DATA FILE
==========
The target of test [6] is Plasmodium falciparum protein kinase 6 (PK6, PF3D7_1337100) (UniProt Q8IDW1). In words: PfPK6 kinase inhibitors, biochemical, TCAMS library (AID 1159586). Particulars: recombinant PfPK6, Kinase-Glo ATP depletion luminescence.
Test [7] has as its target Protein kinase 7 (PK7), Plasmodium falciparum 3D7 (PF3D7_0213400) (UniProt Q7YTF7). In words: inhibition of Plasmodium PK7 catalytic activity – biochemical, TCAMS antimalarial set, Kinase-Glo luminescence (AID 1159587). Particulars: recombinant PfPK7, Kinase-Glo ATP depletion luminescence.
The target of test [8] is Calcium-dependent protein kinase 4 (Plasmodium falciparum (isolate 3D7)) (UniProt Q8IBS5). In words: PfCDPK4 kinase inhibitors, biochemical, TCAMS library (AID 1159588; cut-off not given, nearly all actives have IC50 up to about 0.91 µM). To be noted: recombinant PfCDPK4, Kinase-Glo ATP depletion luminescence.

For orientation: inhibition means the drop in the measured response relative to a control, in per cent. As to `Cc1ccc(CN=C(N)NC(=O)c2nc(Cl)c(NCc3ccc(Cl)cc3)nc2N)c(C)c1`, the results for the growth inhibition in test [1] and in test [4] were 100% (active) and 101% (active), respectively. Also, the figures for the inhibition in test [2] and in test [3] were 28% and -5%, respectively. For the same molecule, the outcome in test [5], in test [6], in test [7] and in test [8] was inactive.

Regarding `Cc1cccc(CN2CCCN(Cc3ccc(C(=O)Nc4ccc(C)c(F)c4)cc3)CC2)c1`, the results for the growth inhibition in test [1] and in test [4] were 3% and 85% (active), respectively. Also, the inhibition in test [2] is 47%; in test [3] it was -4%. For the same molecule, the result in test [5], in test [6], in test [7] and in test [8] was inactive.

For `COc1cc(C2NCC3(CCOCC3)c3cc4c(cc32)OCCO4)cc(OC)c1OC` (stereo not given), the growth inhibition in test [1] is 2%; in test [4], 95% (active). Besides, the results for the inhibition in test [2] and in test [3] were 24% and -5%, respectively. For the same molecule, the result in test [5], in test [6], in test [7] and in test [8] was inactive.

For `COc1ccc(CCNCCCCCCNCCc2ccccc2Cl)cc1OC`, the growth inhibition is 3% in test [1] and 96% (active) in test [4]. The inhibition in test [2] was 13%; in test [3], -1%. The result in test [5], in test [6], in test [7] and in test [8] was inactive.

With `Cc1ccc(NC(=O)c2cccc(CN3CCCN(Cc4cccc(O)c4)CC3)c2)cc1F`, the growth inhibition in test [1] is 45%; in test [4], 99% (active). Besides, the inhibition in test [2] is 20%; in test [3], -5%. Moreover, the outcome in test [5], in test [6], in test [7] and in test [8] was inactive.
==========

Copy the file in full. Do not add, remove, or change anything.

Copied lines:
The target of test [6] is Plasmodium falciparum protein kinase 6 (PK6, PF3D7_1337100) (UniProt Q8IDW1). In words: PfPK6 kinase inhibitors, biochemical, TCAMS library (AID 1159586). Particulars: recombinant PfPK6, Kinase-Glo ATP depletion luminescence.
Test [7] has as its target Protein kinase 7 (PK7), Plasmodium falciparum 3D7 (PF3D7_0213400) (UniProt Q7YTF7). In words: inhibition of Plasmodium PK7 catalytic activity – biochemical, TCAMS antimalarial set, Kinase-Glo luminescence (AID 1159587). Particulars: recombinant PfPK7, Kinase-Glo ATP depletion luminescence.
The target of test [8] is Calcium-dependent protein kinase 4 (Plasmodium falciparum (isolate 3D7)) (UniProt Q8IBS5). In words: PfCDPK4 kinase inhibitors, biochemical, TCAMS library (AID 1159588; cut-off not given, nearly all actives have IC50 up to about 0.91 µM). To be noted: recombinant PfCDPK4, Kinase-Glo ATP depletion luminescence.

For orientation: inhibition means the drop in the measured response relative to a control, in per cent. As to `Cc1ccc(CN=C(N)NC(=O)c2nc(Cl)c(NCc3ccc(Cl)cc3)nc2N)c(C)c1`, the results for the growth inhibition in test [1] and in test [4] were 100% (active) and 101% (active), respectively. Also, the figures for the inhibition in test [2] and in test [3] were 28% and -5%, respectively. For the same molecule, the outcome in test [5], in test [6], in test [7] and in test [8] was inactive.

Regarding `Cc1cccc(CN2CCCN(Cc3ccc(C(=O)Nc4ccc(C)c(F)c4)cc3)CC2)c1`, the results for the growth inhibition in test [1] and in test [4] were 3% and 85% (active), respectively. Also, the inhibition in test [2] is 47%; in test [3] it was -4%. For the same molecule, the result in test [5], in test [6], in test [7] and in test [8] was inactive.

For `COc1cc(C2NCC3(CCOCC3)c3cc4c(cc32)OCCO4)cc(OC)c1OC` (stereo not given), the growth inhibition in test [1] is 2%; in test [4], 95% (active). Besides, the results for the inhibition in test [2] and in test [3] were 24% and -5%, respectively. For the same molecule, the result in test [5], in test [6], in test [7] and in test [8] was inactive.

For `COc1ccc(CCNCCCCCCNCCc2ccccc2Cl)cc1OC`, the growth inhibition is 3% in test [1] and 96% (active) in test [4]. The inhibition in test [2] was 13%; in test [3], -1%. The result in test [5], in test [6], in test [7] and in test [8] was inactive.

With `Cc1ccc(NC(=O)c2cccc(CN3CCCN(Cc4cccc(O)c4)CC3)c2)cc1F`, the growth inhibition in test [1] is 45%; in test [4], 99% (active). Besides, the inhibition in test [2] is 20%; in test [3], -5%. Moreover, the outcome in test [5], in test [6], in test [7] and in test [8] was inactive.